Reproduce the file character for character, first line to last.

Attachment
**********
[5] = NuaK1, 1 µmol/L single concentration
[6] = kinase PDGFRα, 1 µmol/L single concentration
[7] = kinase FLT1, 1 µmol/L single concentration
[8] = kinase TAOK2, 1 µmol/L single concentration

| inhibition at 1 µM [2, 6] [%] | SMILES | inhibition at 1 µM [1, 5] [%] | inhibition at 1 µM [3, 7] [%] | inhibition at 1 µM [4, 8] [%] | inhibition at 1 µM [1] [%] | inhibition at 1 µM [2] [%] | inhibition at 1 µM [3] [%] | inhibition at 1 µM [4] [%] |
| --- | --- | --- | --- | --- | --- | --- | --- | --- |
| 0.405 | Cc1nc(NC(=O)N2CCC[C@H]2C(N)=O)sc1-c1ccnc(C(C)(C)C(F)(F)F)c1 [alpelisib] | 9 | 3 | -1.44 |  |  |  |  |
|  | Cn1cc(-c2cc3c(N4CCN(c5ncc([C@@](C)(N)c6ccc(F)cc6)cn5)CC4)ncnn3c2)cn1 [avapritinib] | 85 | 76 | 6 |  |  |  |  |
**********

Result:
[5] = NuaK1, 1 µmol/L single concentration
[6] = kinase PDGFRα, 1 µmol/L single concentration
[7] = kinase FLT1, 1 µmol/L single concentration
[8] = kinase TAOK2, 1 µmol/L single concentration

| inhibition at 1 µM [2, 6] [%] | SMILES | inhibition at 1 µM [1, 5] [%] | inhibition at 1 µM [3, 7] [%] | inhibition at 1 µM [4, 8] [%] | inhibition at 1 µM [1] [%] | inhibition at 1 µM [2] [%] | inhibition at 1 µM [3] [%] | inhibition at 1 µM [4] [%] |
| --- | --- | --- | --- | --- | --- | --- | --- | --- |
| 0.405 | Cc1nc(NC(=O)N2CCC[C@H]2C(N)=O)sc1-c1ccnc(C(C)(C)C(F)(F)F)c1 [alpelisib] | 9 | 3 | -1.44 |  |  |  |  |
|  | Cn1cc(-c2cc3c(N4CCN(c5ncc([C@@](C)(N)c6ccc(F)cc6)cn5)CC4)ncnn3c2)cn1 [avapritinib] | 85 | 76 | 6 |  |  |  |  |